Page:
“I thoroughly enjoyed this class. Through the exercises, I was able to practice exactly how one goes about writing ethnographic pieces. I learned that writing ethnographically is an art in that one must practice the skill and present data in a specific way, distinct to anthropology. Knowing how to conduct an ethnography was one of the most important lessons in my college experience. I really loved studying [topic], and I would like to continue the research, or at least write more on the subject. I don’t think twelve pages were enough to include everything that I wanted to include. One of the most surprising things about writing up the ethnography was realizing that I was using my own data to make conclusions. I was citing my own research and synthesizing quotes to better understand a subject. Writing the paper in the library, I realized that I didn’t need the Internet—I only needed [information published by the organization I studied], the fieldnotes and the interviews in my hand. This reminded me why I decided to study anthropology a few years ago. I feel that I am more prepared and more knowledgeable about what “doing research” actually means.”
“I find this style of class to be well-suited to anthropology, because in this discipline there is no one truth that we are seeking to discover. Findings are interpretations and attempts at making sense of “reality” based on characteristics of/and choices made by the ethnographers.”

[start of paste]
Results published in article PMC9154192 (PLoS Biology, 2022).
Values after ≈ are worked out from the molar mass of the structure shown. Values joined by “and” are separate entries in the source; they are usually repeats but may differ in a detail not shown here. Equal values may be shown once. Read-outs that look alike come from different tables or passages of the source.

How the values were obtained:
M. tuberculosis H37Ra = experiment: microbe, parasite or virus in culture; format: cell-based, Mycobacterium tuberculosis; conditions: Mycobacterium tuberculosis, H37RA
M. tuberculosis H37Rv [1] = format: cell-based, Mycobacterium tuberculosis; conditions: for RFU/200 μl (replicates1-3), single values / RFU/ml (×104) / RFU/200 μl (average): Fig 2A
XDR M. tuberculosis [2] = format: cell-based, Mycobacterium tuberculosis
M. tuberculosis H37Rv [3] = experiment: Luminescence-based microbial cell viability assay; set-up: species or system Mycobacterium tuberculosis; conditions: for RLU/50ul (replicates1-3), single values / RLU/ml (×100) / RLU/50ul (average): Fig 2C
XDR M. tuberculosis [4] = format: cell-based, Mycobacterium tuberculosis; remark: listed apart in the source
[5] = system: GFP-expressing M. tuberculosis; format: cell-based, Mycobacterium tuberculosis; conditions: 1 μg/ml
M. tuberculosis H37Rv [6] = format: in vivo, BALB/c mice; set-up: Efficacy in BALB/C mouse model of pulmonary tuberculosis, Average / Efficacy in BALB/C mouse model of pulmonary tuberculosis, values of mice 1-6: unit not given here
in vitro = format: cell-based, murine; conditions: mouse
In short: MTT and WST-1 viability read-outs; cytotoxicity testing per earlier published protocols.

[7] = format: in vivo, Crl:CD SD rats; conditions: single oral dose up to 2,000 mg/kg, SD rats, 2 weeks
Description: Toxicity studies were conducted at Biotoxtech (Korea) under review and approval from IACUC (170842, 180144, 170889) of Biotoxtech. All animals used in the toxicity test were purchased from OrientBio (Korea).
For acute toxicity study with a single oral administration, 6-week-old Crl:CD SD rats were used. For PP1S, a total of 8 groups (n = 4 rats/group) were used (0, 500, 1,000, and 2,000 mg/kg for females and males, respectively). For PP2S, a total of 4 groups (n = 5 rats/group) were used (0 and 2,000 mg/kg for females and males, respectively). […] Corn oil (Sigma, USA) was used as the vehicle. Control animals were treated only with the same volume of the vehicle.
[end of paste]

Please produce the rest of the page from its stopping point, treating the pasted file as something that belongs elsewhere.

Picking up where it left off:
“I liked how open-ended the assignments were, and how they allowed us as students to chose a topic that really interested us. I think strategically choosing a topic that interests and matters to me (and carrying the topic through to each of the assignments in the course) made a huge difference in the enjoyability of the course. I found the assignments to be very work and time intensive at times, but it wasn’t bad because of the enjoyable topic that I chose to study. This really underlines the importance of choosing a topic that interests you for class assignments, essays in other subjects, future careers, etc.”
This course provides an introduction to ethnographic methods used in anthropological research. The primary goal of this course is for students to gain theoretical and practical knowledge of ethnographic methods through a combination of readings, discussions, and fieldwork exercises. In doing so, students will learn about formulating research questions and selecting field sites, participant observation, interviewing, ethical concerns in ethnography, new directions in anthropological research, and analyzing and writing up research findings. This class will also introduce students to the inductive practice of using ethnographic data to develop social, cultural, and theoretical insights. In class sessions, students will discuss each other’s fieldwork findings and research experiences in order to address questions, concerns, and problems that arise in the actual practice of ethnographic research.